- Ask about a rental car: While temporary rental costs may be covered under insurance when a collision involves another vehicle, this isn’t always the case when you hit an animal. Be sure to ask before you incur expenses that may not be covered.
- Have the necessary repairs made: You will be expected to pay your deductible directly to the repair shop, as well as any costs in excess of your coverage limits.
How to prevent hitting a deer on the road
Hitting a deer is expensive and potentially dangerous. While animal collisions are sometimes unavoidable, there are measures you can take to lower your chances of striking a deer, particularly during peak seasons.
- Know when to be on the lookout: The chances of a collision with a deer are greatest when deer are most active: at dawn, shortly before dusk, and hours after sunset. Deer tend to find a safe place to bed down during the day as protection from overheating and predators.
- Take your time getting to your destination: Decreased speeds do not add an unreasonable amount of time to the average commute – but they do provide significantly more protection against collisions.
- Obey animal crossings: Animal crossing signs are effective because deer are creatures of habit and will frequent the same locations for generations. Drivers should heed these alerts because they indicate a frequent crossing point.
- Exercise defensive driving habits: Actively scan approaching shoulders and reduce your speed to improve your chances of avoiding a collision.
- Make your presence known: If you see a deer in your path, quickly flash your lights and/or sound your car horn. The phrase “deer in the headlights” is true; breaking the deer’s concentration will increase the likelihood that it will get out your path.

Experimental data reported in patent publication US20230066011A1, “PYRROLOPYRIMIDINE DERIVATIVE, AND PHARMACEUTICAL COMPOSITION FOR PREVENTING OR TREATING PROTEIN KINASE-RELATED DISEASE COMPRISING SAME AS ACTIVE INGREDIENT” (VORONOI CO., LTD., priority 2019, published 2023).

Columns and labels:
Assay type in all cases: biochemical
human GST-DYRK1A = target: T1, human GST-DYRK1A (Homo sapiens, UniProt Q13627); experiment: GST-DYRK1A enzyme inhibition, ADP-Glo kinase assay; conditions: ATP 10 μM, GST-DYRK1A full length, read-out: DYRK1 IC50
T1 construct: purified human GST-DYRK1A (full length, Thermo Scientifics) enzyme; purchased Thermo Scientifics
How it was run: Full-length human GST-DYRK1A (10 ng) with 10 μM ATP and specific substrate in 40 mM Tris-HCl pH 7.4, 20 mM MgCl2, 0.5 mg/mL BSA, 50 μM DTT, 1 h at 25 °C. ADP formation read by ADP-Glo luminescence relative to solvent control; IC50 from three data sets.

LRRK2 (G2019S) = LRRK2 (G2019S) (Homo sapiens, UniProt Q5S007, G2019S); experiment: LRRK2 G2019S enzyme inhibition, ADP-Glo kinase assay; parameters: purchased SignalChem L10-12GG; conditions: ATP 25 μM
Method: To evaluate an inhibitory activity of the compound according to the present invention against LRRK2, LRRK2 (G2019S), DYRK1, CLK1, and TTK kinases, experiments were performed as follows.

- Hold the course: Contrary to instinct, you should never swerve to avoid deer standing in the road. When the animal decides to make a break in one direction or another, there is a 50/50 chance you will swerve there and your effort to avoid the collision will end up being responsible for a collision.
- Hitting a deer is an expensive accident that could result in your car insurance rates going up.
- Deer collisions are most likely at dawn and dusk during the late fall months, particularly November.
- If you see a deer, avoid swerving and instead flash your lights or honk your horn to get the animal’s attention and encourage them to move out of your path.
When it comes to accidents on the road, deer or other animal collisions occur more frequently than you might expect. Because of this, it’s important to be aware of your coverage type and whether or not you would be protected from an animal collision.
Comprehensive coverage is likely to provide this type of protection, but be sure to verify with your provider what is included and excluded in your policy. Awareness and proper response are the best ways to avoid an incident. In the event of a claim, document everything for the best claim outcome.